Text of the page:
DRB LasGidi: “Altê’s not a genre, it’s not a type of music, it’s just being different.”
Teezee, Fresh L and Boj's debut album Pioneers is a crowning moment for Nigeria‘s altê movement.
DRB LasGidi are the originators of Nigeria’s rapidly expanding altê scene. “It’s not a genre, it’s not a type of music,” Teezee explains over Zoom. “It’s just being different. Just doing things outside of the box that hadn’t really been done [before] in mainstream culture.” The three-man group – school friends Teezee, Fresh L and Boj – began throwing parties and releasing music that blended Afrobeats, trap and R&B to Afro-house and Afro-folk over 10 years ago.
Now, in 2020, they’re ready to release their debut album Pioneers. It’s a crowning moment for the altê movement, which has prided itself on creative freedom and a tumbling of genre barriers within Nigeria’s music scene.
The Pioneers tracklist features a number of Nigerian new gen artists like Santi, Lady Donli and Tems, while the four-minute film that accompanies the album stars heavyweights like Davido and Skepta, who big up DRB for their decade-long contribution to the scene.
There’s a common thread: each artist has embraced individuality as their mantra.
“It’s really about creative freedom and being able to experiment,” Teezee says of the album, “and getting people out of the idea that all the music that comes out of Nigeria – whether its Afrobeats or Afropop – has to sound [a certain way]. All those sounds have always organically been the DRB vibe. We’re three very different individuals, we’re into different things. But when we come together, we’re able to put those things into one thing to create a strong body of work.”
As a trio, their roots extend beyond music. Boj and Fresh L have known each other since nursery – they linked up with Teezee when the three of them were sent to England for secondary school. They left as good friends who formed the early foundations for what would become the altê scene in Lagos long before they began releasing music.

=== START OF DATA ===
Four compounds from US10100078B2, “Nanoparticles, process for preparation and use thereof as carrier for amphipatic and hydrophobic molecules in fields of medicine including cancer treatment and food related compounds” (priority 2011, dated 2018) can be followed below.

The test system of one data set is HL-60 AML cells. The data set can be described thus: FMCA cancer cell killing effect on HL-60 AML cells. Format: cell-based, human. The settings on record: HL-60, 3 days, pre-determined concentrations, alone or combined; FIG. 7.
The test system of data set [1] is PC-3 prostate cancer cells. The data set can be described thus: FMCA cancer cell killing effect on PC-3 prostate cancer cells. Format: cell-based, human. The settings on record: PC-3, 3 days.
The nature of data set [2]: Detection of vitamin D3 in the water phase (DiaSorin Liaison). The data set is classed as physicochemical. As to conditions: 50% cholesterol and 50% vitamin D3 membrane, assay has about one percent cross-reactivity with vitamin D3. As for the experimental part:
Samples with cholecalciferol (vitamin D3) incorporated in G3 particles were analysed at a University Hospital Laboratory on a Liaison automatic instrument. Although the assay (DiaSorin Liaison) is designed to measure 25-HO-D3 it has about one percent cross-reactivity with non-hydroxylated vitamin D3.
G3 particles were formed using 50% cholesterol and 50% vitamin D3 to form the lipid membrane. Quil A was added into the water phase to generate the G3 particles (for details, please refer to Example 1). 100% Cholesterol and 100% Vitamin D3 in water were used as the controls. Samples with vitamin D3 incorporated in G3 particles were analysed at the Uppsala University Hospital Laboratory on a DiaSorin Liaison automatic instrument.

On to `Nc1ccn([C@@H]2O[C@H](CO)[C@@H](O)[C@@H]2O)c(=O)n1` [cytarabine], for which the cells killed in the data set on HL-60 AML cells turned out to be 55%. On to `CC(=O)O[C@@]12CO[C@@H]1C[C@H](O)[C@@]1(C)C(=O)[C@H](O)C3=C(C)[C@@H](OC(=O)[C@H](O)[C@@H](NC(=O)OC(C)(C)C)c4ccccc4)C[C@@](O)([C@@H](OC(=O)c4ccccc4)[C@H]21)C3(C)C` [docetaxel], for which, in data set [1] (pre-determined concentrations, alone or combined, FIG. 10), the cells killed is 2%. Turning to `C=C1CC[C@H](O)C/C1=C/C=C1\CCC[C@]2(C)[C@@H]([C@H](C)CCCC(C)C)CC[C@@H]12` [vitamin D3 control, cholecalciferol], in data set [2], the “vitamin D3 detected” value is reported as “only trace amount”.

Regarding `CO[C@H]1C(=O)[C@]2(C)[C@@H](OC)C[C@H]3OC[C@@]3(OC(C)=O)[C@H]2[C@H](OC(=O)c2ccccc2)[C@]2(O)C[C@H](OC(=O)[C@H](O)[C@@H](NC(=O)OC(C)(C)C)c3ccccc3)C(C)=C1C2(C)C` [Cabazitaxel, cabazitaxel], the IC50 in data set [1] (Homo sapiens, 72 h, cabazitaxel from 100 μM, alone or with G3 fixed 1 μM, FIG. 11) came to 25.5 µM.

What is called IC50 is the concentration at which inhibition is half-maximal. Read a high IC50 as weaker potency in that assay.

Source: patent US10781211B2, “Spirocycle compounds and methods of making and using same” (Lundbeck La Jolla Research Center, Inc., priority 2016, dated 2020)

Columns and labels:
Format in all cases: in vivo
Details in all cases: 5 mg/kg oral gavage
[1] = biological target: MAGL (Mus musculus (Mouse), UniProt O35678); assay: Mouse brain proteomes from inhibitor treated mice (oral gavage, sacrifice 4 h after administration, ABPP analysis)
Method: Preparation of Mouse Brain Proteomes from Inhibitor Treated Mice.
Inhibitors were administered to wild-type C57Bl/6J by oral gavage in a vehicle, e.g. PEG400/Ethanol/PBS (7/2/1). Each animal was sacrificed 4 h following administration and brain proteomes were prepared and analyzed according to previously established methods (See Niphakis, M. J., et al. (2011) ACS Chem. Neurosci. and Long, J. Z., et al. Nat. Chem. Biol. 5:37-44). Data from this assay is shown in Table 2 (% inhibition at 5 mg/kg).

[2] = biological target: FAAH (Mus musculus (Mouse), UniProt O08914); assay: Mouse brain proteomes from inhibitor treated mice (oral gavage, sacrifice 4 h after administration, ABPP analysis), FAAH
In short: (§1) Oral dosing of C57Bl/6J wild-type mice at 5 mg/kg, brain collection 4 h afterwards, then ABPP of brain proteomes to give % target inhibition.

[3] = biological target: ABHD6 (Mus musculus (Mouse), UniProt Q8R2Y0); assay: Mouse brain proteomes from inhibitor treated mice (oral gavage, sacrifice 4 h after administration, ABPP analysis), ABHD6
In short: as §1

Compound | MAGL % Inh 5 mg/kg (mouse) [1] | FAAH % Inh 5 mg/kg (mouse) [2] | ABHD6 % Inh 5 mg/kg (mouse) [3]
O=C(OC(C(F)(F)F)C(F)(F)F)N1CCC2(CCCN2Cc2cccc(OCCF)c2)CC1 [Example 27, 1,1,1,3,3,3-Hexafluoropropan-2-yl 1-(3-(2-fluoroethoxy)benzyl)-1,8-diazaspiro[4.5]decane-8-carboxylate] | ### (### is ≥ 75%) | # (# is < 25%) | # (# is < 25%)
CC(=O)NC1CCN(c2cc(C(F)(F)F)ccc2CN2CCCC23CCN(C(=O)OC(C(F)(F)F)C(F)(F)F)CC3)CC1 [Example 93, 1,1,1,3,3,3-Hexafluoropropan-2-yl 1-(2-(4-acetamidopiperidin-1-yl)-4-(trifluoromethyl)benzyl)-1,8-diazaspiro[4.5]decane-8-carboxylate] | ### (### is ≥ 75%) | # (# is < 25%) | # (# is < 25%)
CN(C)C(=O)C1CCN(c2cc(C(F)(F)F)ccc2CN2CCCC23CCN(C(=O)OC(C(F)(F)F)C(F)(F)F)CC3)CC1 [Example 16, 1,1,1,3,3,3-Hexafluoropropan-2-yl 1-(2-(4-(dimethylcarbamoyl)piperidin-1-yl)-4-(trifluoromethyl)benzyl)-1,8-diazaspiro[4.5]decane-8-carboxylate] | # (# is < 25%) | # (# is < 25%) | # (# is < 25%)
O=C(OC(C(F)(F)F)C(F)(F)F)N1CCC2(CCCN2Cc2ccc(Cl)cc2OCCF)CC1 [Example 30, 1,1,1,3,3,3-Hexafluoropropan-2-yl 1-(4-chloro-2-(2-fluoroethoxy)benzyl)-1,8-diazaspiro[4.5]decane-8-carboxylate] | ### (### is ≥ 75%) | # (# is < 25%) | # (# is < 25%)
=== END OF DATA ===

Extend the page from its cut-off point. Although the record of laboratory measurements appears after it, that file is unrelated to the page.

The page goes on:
Teezee co-founded the Nigerian culture magazine The Native and DRB have been relentless with promoting the Lagos scene, whether it’s connecting talent with brands or throwing parties. “We were doing solo shows,” says Boj, “that wasn’t a thing in Lagos. Just the tier one artists used to do shows. A lot of people didn’t know us but they would see a thousand kids pulling up to a show, and they would be like ‘who are these selling tickets?’”
“We just stayed on it,” he continues, “the best parties, the best beach parties, whatever it is we like to stay one step ahead. And staying [up to date] with the young people ‘in the country’, knowing what the people care about – that’s how the greats survive.”
In recent years, the Lagos scene has built bridges with Britain’s large second and first generation diasporic community, one that’s embraced Nigerian stars so much so that artists like Wizkid and Burna Boy can play London’s The 02 arena, while Peckham-born Face cover star Naira Marley’s Brixton Academy show led to major overcrowding outside the venue.
On a more low-key level, DRB have been strengthening this cultural bond, and their relationship with Skepta led to the 2018 collab Like To Party. The Skepta collaboration points to a wider evolution within Nigerian music and culture. DRB are from a generation of musicians, sports stars and entertainers, born both in the country and abroad, who have coalesced to display Nigerian culture and identity on the world stage. They mention UFC Middleweight champion Israel Adesanya, born in Nigeria and raised in New Zealand, for wearing his culture with pride in every fight.
Elsewhere, the tones of Fela Kuti echoed through the Saudi Arabian desert when Anthony Joshua made his ring walk for his rematch with Andy Ruiz Jr last December. This sense of national pride is felt throughout Pioneers. On Based On, Teezee raps: “They used to laugh at my green passport, now they scream Naija free the wash,” a reference to the scornful days that preempted the prominent Nigerians of today washing the world in green-white-green.
“We’ve always repped being from Naij,” Teezee says, “When we were in the UK, when Afrobeats wasn’t as cool, we always wore the Nigeria kit, we wore Dashiki to the club, we wore traditional attire to black tie events. There’s something about Nigerians that is just relentless.”
Pioneers is released on 1st May